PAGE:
Continuing the string of incredible women we’ve been lucky enough to have in our offices, paleontologist and UC Berkeley professor Leslea Hlusko came by to read the “R is for Rachel Carson” entry in Rad American Women A-Z. Leslea shares how her relationship with Rachel Carson and Carson’s revolutionary ideas about pesticides began, showing us the worth of taking time to learn the stories of every woman we meet.
This is the next installment in the video series from City Lights where we ask women we admire to read their favorite entry of our New York Times-bestselling children’s book, Rad American Women A-Z, and answer some questions about what it means to be a rad woman today. The book is authored by Kate Schatz, illustrated by Miriam Klein Stahl and published by City Lights/Sister Spit.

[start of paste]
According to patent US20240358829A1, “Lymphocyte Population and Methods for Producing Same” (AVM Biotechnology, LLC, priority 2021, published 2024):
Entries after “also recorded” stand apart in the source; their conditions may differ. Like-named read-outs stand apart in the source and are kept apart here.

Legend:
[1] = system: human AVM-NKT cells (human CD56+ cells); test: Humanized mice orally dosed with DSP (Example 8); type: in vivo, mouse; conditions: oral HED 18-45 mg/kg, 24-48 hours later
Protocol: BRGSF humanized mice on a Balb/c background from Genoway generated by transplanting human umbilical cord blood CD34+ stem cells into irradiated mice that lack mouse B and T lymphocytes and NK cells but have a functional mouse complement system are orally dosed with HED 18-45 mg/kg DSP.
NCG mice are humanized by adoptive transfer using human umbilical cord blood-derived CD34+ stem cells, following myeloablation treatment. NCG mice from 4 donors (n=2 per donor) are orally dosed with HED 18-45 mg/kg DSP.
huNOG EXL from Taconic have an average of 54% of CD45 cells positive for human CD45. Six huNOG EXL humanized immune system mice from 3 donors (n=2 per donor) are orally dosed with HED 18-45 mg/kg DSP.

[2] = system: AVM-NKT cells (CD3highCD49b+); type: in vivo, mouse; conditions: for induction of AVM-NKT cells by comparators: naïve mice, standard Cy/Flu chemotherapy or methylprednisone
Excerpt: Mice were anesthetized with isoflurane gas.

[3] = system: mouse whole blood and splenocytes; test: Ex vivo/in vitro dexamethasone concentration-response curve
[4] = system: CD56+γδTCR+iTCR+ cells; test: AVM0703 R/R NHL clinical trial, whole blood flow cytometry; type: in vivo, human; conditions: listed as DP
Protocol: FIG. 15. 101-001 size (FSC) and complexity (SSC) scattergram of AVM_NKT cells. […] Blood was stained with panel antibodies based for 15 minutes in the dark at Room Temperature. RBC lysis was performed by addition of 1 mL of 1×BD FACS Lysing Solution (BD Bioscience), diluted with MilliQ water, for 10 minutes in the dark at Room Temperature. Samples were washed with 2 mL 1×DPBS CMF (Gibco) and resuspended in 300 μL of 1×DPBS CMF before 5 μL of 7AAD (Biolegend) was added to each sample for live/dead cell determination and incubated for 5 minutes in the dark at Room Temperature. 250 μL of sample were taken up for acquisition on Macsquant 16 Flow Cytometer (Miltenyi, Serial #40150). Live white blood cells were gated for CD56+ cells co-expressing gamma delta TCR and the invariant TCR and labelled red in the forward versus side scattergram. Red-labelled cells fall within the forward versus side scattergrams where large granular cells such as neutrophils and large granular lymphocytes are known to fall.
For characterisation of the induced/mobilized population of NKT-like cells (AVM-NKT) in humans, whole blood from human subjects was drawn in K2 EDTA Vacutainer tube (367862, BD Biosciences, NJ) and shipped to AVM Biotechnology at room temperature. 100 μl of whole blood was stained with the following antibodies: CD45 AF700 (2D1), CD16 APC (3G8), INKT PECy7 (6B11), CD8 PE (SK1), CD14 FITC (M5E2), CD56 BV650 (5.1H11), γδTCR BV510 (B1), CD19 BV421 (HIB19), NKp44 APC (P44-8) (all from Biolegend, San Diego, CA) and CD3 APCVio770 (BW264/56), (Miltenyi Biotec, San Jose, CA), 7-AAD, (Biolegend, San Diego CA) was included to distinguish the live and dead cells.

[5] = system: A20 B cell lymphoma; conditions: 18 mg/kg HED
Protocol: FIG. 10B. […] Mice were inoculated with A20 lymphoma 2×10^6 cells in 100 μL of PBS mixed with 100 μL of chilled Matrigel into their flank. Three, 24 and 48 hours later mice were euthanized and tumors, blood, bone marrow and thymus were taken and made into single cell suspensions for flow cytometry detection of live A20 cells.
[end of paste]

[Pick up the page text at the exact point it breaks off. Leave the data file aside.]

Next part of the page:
Leslea Hlusko is an associate professor in the Department of Integrative Biology at UC Berkeley. Her research investigates how genes influence skeletal variation and how that has evolved through time, with a special interest in understanding our own evolution. Her team has found some of the earliest hominid fossils. The flip side of Leslea’s research, however, lands her about as far as one can get from prospecting for four million year old hominid fossils in Ethiopia. Her alter ego takes thousands of incredibly detailed measurements of teeth belonging to a colony of baboons at a hi-tech biomedical research facility in San Antonio, Texas. In her spare time, she teaches a large undergraduate course on human biological variation.